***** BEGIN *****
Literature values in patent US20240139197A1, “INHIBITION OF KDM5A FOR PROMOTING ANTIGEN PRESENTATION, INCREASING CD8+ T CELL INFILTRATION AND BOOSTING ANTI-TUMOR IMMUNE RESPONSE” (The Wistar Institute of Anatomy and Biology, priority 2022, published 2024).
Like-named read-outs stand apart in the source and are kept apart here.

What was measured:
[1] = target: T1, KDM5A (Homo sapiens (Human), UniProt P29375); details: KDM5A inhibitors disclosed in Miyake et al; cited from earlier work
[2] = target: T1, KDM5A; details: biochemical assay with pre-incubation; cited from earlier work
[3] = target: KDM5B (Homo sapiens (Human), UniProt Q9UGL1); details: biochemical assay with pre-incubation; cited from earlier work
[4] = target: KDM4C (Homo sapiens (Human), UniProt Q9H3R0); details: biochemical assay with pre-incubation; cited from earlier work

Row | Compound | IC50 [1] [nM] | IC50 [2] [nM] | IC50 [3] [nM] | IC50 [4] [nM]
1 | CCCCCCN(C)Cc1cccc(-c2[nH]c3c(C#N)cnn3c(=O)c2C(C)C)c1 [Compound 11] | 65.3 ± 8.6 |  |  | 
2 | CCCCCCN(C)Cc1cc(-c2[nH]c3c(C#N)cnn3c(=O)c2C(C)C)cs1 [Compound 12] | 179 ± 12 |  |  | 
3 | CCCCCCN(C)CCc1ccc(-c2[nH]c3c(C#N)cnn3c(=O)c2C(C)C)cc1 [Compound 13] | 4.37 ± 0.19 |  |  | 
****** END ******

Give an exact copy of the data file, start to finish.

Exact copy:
Literature values in patent US20240139197A1, “INHIBITION OF KDM5A FOR PROMOTING ANTIGEN PRESENTATION, INCREASING CD8+ T CELL INFILTRATION AND BOOSTING ANTI-TUMOR IMMUNE RESPONSE” (The Wistar Institute of Anatomy and Biology, priority 2022, published 2024).
Like-named read-outs stand apart in the source and are kept apart here.

What was measured:
[1] = target: T1, KDM5A (Homo sapiens (Human), UniProt P29375); details: KDM5A inhibitors disclosed in Miyake et al; cited from earlier work
[2] = target: T1, KDM5A; details: biochemical assay with pre-incubation; cited from earlier work
[3] = target: KDM5B (Homo sapiens (Human), UniProt Q9UGL1); details: biochemical assay with pre-incubation; cited from earlier work
[4] = target: KDM4C (Homo sapiens (Human), UniProt Q9H3R0); details: biochemical assay with pre-incubation; cited from earlier work

Row | Compound | IC50 [1] [nM] | IC50 [2] [nM] | IC50 [3] [nM] | IC50 [4] [nM]
1 | CCCCCCN(C)Cc1cccc(-c2[nH]c3c(C#N)cnn3c(=O)c2C(C)C)c1 [Compound 11] | 65.3 ± 8.6 |  |  | 
2 | CCCCCCN(C)Cc1cc(-c2[nH]c3c(C#N)cnn3c(=O)c2C(C)C)cs1 [Compound 12] | 179 ± 12 |  |  | 
3 | CCCCCCN(C)CCc1ccc(-c2[nH]c3c(C#N)cnn3c(=O)c2C(C)C)cc1 [Compound 13] | 4.37 ± 0.19 |  |  | 